This long overdue "X-Files" spinoff has likely missed the moment. Following the travails of a trio of conspiracy nuts who provided invaluable help to Mulder during some memorable investigations, "The Lone Gunmen" feels old even though it's just starting.
This long overdue “X-Files” spinoff has likely missed the moment. Following the travails of a trio of conspiracy nuts who provided invaluable help to Mulder during some memorable investigations, “The Lone Gunmen” feels old even though it’s just starting. The show isn’t scary or complex or stylish, all traits of its predecessor at the height of its game, and instead relies on the more bumbling qualities of its lead characters, on visual references to popular films, and on creaky plotlines. In its earliest episodes, it plays like a cross between “Mission: Impossible” and “Get Smart.” Starting out in “The X-Files” Sunday slot before moving to its regular Friday berth (where “X-Files” first made its mark), “The Lone Gunmen” will draw the curious and then dwindle to a small but potentially loyal subset of its progenitor’s fan base.
For backstory on the group that forms “The Lone Gunmen,” the best source remains the “X-Files” episode that traced their formation. The triumverate is comprised of three members: former government bureaucrat John Byers (Bruce Harwood), the anti-authoritarian, diminutive Melvin Frohike (Tom Braidwood) and long-haired hacker extraordinaire Richard “Ringo” Langly (Dean Haglund). This ragtag team publishes a newspaper detailing the latest in government cover-ups, big-business encroachments into civil liberties and other similar conspiracy stories. The circulation of their periodical is, shall we say, severely limited, and they barely have enough cash on hand to buy fuel for their VW van with the “Question Authority” sticker on the back windshield — this show’s less evocative answer to Mulder’s “The Truth Is Out There.”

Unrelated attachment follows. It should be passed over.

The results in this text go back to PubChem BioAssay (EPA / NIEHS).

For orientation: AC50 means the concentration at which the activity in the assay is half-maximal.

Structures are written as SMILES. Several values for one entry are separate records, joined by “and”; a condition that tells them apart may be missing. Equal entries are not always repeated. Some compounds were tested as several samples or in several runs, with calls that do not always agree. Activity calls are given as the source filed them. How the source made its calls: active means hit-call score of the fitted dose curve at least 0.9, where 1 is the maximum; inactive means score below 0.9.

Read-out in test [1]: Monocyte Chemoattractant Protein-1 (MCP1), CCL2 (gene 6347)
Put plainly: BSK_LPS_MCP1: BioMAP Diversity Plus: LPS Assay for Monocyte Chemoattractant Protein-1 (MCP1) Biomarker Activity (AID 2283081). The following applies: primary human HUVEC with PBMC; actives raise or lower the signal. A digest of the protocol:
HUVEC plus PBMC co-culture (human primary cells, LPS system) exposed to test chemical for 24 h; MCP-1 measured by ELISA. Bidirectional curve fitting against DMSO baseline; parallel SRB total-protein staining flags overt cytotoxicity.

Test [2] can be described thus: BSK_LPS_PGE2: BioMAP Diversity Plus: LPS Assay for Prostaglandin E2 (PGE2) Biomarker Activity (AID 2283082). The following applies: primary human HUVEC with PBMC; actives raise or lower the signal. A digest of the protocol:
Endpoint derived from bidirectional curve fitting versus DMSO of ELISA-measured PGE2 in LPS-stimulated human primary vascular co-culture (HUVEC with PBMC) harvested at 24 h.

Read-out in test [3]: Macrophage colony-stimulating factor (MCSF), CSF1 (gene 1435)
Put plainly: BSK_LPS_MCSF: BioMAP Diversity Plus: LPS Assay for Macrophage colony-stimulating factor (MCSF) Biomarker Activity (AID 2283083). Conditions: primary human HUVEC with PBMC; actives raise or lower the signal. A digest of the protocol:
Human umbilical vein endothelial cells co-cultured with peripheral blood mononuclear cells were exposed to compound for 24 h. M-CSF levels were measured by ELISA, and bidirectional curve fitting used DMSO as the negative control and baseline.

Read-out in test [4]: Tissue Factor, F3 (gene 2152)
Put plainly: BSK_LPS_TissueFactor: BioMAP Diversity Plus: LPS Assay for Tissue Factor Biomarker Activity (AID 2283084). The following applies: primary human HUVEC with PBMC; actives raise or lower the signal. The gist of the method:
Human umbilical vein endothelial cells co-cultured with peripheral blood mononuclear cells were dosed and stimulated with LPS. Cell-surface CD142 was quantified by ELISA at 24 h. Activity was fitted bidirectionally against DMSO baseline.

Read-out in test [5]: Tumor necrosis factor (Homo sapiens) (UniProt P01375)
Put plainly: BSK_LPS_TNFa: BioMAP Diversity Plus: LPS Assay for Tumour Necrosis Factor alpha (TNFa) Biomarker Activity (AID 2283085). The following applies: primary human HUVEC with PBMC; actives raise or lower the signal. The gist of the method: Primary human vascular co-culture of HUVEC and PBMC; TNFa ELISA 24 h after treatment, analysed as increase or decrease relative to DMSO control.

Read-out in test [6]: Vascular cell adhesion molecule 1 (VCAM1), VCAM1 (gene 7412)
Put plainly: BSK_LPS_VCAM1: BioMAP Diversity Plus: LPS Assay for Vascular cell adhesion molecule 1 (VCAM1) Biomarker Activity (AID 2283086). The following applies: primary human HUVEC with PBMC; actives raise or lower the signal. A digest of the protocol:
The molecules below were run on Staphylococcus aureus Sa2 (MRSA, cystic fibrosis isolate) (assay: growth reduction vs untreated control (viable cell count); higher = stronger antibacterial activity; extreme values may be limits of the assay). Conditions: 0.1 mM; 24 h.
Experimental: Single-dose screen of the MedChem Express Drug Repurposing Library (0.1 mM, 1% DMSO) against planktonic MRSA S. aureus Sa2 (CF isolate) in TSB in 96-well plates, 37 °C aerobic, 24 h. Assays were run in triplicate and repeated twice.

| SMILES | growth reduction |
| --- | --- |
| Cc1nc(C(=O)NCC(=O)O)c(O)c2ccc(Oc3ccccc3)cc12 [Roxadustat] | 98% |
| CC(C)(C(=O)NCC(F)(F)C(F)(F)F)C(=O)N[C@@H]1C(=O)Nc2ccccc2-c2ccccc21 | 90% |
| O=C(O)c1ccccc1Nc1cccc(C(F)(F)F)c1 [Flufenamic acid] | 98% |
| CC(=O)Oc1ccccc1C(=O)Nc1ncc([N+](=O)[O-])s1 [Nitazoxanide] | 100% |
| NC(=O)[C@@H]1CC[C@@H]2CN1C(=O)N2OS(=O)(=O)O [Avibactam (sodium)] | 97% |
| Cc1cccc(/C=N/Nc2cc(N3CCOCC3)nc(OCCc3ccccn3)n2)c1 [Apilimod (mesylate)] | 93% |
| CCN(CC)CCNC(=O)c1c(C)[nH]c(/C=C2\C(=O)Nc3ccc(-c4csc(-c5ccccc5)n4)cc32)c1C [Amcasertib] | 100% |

Unlike Mulder, the members of the Lone Gunmen are not obsessed with little green men. Creator/executive producer Chris Carter could have called this show “Look Ma, No Aliens.” Unfortunately, Carter and his core group haven’t found an effective replacement for the shape-shifters and other mutant or mythic monsters that Mulder and Scully continually chased. Conspiracy storylines are fine in principle, but they still require intriguing premises and playful narrative execution. Both are notably lacking in most of the first six episodes of “The Lone Gunmen.”
After the pilot explores the apparent murder of Byers’ own estranged father, the episodes go in far less personal directions. The second episode examines the murder of a computer hacker by an apparently philanthropic organization, but it is notable only for its introduction of a fourth musketeer for the Lone Gunmen, a dumb but likable and good-looking guy named Bond. Jimmy Bond (Stephen Snedden). From there, the group investigates a woman rumored to be a Nazi who poisoned her Alsatian village during WWII, the whereabouts of a water-fueled automobile, a Clinton-like politician who seems to have conveniently gotten rid of a mistress, and, the most reminiscent of “The X-Files,” a man who claims to be living in a parallel universe. The episodes do seem to improve, but there will likely be a significant drop-off after the second and third episodes, which are particularly weak. The others start off strong before fading into blase resolutions.
The other major addition here is a female presence, a mysterious woman named Eva (Zuleikha Robinson) who’s sharper than the men and always arrives in time to claim any financial reward after the guys have done the dirty work. She can be an obstacle or collaborator, or both, whatever the episode at hand seems to need most. It may not take long for this smart woman to develop a sexual attraction to the dumb Jimmy. That seems to be the case because the other characters have already become stagnant, stuck in comic caricatures.
The show seems to be struggling to find itself either as a suspenser or a smart comedy. As is, there’s plenty of toilet humor, lots of recognizable play on movie images (borrowing from “Crouching Tiger, Hidden Dragon,” the film version of “Mission: Impossible,” and “Risky Business”), and a running gag that the Gunmen can’t run a scheme where they don’t get caught. It needs some spicing up, maybe even an alien or two.
Tech credits are polished.